When I was about sixteen and first encountered contemporary American poetry, the poetry of the sixties and early seventies, which was inseparable in my mind from the transformations and the energy of that period. I still think of the contemporary poets I read when I was sixteen, seventeen, twenty as Parnassian. I know some of them personally now, and they still seem mythic to me.

How do you begin to write a poem? What inspires you?

I usually start with a phrase that seems to be mysterious to me, though others might see it as commonplace, a phrase that sounds clean, uncluttered, and suggests a whole complicated experience. Then the process becomes the experience that seems to lie buried in the music of the phrase.

"The soul/ Like the square root of minus 1/ is an impossibility that has its uses." This is the kind of line that I read poetry for. What does it mean? What were you thinking when you wrote it?

It's is a piece of mathematical knowledge that the square root of minus 1 — which IS an impossibility, as the definition of the square of anything is that it is a positive number — has uses. It's called the imaginary number, and it is crucial to solving complicated equations in many fields. I guess what I was saying about the soul is that it is like the imaginary number because it makes sense of so many things even though from the perspective of a rationality that I mostly, though not completely, embrace it is an impossibility. There's no evidence for it.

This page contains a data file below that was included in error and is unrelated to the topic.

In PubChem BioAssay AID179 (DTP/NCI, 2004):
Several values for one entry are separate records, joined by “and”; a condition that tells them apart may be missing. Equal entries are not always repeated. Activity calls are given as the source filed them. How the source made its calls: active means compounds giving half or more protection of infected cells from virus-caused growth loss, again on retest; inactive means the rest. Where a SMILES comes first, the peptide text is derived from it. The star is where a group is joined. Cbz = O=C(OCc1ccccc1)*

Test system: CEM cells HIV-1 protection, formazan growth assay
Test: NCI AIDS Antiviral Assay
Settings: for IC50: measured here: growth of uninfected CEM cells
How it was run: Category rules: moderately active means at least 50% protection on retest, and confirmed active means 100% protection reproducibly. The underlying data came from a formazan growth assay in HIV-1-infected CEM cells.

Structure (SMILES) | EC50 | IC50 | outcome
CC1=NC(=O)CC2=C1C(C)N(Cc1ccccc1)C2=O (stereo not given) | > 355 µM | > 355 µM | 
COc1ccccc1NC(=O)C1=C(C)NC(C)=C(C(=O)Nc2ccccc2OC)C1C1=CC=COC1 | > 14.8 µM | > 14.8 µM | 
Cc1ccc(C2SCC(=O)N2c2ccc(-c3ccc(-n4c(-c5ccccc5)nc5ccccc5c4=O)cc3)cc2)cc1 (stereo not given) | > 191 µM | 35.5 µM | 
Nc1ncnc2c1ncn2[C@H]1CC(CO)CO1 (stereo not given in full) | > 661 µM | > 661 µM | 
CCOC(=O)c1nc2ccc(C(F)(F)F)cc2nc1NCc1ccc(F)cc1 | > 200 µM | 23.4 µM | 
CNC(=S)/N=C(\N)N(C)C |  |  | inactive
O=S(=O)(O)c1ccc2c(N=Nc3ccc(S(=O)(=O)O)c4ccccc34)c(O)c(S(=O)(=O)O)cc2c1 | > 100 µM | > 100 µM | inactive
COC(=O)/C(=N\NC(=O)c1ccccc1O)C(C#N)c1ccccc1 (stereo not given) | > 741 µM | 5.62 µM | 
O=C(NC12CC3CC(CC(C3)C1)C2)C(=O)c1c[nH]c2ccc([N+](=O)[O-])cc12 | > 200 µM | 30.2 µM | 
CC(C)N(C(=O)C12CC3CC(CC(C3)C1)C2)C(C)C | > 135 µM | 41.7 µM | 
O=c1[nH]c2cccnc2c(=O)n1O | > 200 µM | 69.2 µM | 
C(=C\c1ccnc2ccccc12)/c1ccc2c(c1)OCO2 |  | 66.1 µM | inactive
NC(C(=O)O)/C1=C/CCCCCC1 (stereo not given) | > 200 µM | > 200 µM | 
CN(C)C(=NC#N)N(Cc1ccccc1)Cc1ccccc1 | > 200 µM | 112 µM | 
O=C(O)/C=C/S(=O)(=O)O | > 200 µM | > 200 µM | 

And in other Book News...

  • New research suggests that reading comprehension is higher among students who read printed books than those who read digital texts. Too many interactive features, the researchers found, distract from the words on the screen. Heather Ruetschlin Schugar and Jordan T. Schugar of West Chester University presented their findings at a conference last week. The New York Timesnotes, "While their findings are suggestive, they are preliminary and based on small samples of students."
  • For The Awl,Willy Blackmore writes about the several identities of his grandfather, John Farrar of the publishing house Farrar, Straus and Giroux, and the ways that history can be rewritten: "There was the shy bookworm my mother described, and the charismatic young literary star who drank with F. Scott Fitzgerald my uncle remembered being told stories about. The Skull and Bones member. The World War II spy. The man who took Carl Jung's hand at an open window in his study and astral projected over the skies of Manhattan. The short-tempered redhead. The gay, closeted alcoholic. The failed poet. The fading not-quite retiree who read manuscripts at his apartment on 96th Street until he died." (Blackmore told NPR that he hopes to write a book on the topic, and sees the essay as "sort of a prelude to a book proposal.")
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    Annalisa Quinn is a contributing writer, reporter, and literary critic for NPR. She created NPR's Book News column and covers literature and culture for NPR.